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Intracanalicular vestibular schwannoma. Axial cons

Intracanalicular vestibular schwannoma. Axial constructive interference in the steady state (CISS) magnetic resonance image shows a 3-mm mass (arrow) in the internal auditory canal as a filling defect in the bright cerebrospinal fluid.

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Vestibular schwannoma. Axial contrast-enhanced T1-

Vestibular schwannoma. Axial contrast-enhanced T1-weighted magnetic resonance image confirms an intracanalicular mass (arrow).

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Bilateral vestibular schwannomas. Axial contrast-e

Bilateral vestibular schwannomas. Axial contrast-enhanced T1-weighted magnetic resonance image reveals bilateral vestibular schwannomas (arrows), which are diagnostic of neurofibromatosis type 2.

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Anatomy

Motor neurons of the oculomotor nerve (ie, CN III) leave the midbrain at the level of the tegmentum and emerge in the interpeduncular cistern. Here, it passes between the posterior cerebral artery (PCA) above) and the superior cerebellar artery (SCA) below, and it turns anteriorly to enter the cavernous sinus. In the cavernous sinus, the oculomotor nerve courses along the lateral wall; it is the most superior of all the nerves in the sinus. The nerve enters the orbit via the superior orbital fissure and then splits into superior and inferior divisions.

From the trochlear nucleus in the midbrain, fibers of the trochlear nerve (ie, CN IV) cross the midline dorsal to the cerebral aqueduct and exit the midbrain dorsally. From here, the fibers run around the midbrain to the ventral surface. Like the oculomotor nerve, the trochlear nerve also courses between the PCA and SCA and along the lateral wall of the cavernous sinus. It enters the orbit at the superior orbital fissure.

The trigeminal nerve (ie, CN V) exits the brainstem at the level of the mid pons, and its 3 divisions—the ophthalmic (CN V1), maxillary (CN V2), and mandibular (CN V3) branches—together proceed anteriorly toward the trigeminal ganglion in the Meckel cave, as shown in the image below. From here, the mandibular division exits inferiorly via the foramen ovale. The maxillary and ophthalmic divisions continue anteriorly along the lateral aspect of the cavernous sinus. Eventually, the ophthalmic division enters the orbit via the superior orbital fissure, while the maxillary division exits the cranial vault through the foramen rotundum.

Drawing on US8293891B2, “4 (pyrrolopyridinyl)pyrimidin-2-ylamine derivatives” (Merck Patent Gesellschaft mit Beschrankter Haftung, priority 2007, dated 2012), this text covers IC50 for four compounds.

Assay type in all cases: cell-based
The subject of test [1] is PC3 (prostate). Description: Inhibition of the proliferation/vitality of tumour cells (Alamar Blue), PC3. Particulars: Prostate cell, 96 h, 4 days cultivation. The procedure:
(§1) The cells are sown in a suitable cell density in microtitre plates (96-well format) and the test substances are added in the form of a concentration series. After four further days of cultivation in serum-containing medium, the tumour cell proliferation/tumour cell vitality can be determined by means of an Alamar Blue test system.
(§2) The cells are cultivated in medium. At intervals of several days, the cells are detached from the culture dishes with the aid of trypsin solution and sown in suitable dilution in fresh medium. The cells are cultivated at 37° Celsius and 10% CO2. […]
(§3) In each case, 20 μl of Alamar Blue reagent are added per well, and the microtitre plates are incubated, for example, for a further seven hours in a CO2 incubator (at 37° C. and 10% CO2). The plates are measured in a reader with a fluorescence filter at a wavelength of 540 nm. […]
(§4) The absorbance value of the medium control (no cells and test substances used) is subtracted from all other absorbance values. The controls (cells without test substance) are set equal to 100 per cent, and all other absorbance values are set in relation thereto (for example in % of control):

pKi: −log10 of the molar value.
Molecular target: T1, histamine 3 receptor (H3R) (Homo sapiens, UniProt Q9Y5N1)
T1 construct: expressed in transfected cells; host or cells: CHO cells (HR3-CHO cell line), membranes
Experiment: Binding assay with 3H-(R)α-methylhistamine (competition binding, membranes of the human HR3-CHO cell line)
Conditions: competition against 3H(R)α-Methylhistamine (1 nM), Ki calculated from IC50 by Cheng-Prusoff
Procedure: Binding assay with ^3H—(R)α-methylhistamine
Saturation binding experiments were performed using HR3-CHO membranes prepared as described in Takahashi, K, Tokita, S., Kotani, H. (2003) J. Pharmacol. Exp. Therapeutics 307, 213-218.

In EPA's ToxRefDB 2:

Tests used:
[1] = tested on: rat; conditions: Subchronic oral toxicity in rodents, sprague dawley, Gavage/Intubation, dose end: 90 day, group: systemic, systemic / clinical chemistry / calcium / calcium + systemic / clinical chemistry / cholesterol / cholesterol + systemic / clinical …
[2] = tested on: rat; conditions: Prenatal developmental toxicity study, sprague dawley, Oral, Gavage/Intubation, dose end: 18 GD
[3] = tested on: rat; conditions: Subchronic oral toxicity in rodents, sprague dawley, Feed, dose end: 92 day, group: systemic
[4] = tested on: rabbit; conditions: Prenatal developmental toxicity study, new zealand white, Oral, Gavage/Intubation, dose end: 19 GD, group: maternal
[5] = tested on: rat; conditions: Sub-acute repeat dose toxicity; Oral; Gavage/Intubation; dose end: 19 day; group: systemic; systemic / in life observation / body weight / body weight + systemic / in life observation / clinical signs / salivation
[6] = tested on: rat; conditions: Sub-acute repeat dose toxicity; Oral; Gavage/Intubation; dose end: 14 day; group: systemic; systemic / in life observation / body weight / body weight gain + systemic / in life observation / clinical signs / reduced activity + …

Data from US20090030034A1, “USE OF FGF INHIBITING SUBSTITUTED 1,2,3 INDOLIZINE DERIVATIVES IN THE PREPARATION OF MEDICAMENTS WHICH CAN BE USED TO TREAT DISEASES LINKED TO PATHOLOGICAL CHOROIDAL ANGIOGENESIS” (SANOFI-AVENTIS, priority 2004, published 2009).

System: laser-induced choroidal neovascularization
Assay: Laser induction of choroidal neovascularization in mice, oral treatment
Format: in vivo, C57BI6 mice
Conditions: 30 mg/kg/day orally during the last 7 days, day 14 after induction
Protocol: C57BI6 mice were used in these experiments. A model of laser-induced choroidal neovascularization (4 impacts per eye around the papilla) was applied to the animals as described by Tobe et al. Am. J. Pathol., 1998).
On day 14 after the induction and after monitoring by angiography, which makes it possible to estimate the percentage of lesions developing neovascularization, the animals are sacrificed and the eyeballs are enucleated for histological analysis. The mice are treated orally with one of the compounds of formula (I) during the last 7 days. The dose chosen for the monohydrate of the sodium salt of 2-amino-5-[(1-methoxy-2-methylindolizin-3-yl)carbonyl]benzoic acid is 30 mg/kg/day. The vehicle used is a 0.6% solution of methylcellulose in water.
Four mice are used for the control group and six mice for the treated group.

Lymphoma of the Meckel cave. Coronal contrast-enha

Lymphoma of the Meckel cave. Coronal contrast-enhanced T1-weighted magnetic resonance image shows an enhancing mass in the Meckel cave on the right (white arrow). The left Meckel cave is without tumor (black arrow). Lymphomatous meningitis can mimic a cranial nerve schwannoma.

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The abducens nerve (ie, CN VI) exits the brainstem ventrally at the level of the junction of the pons and medullary pyramid and courses anterolaterally toward the dorsum sellae, passing over the petrous apex where it makes a sharp turn to enter the cavernous sinus. In the sinus, the abducens nerve is medial to CN IV, CN V1, and CN V2. Along with the oculomotor and trochlear nerves, the abducens nerve also enters the orbit via the superior orbital fissure, then enters the deep surface of the lateral rectus muscle.

The paths of the facial nerve (ie, CN VII) and vestibular nerve (ie, CN VIII) are intimately associated. They exit the brainstem at the pontomedullary junction, with the facial nerve slightly medial to the vestibular nerve. From there, they enter the internal auditory canal (IAC). Once in the IAC, the facial nerve courses in the superior-anterior quadrant of the canal, while the vestibular division of the vestibular nerve courses in the posterior superior and inferior quadrants, and the cochlear division courses in the inferior-posterior quadrant. CN VIII then enters the labyrinth. (The mnemonic for this arrangement is “Seven-Up and Coke [ie, cochlear] down.”)

The facial nerve enters the labyrinth (labyrinthine segment), courses anteriorly in the temporal bone to the geniculate ganglion, turns posteriorly to pass beneath the lateral semicircular canal (tympanic segment) and then inferiorly to course through the mastoid (vertical segment), and exits the temporal bone via the stylomastoid foramen. Finally, the facial nerve courses within the parotid gland (parotid segment) before branching.

The glossopharyngeal (ie, CN IX), vagus (ie, CN X), and accessory (ie, CN XI) nerves emerge cranial to caudal, in that order, from the ventral medulla, lateral to the medullary olive. From there, they course toward the jugular foramen and exit the skull base at the jugular foramen. The glossopharyngeal nerve is located in the pars nervosa of the jugular foramen, and the vagus and accessory nerves are located within the more posterior pars vascularis.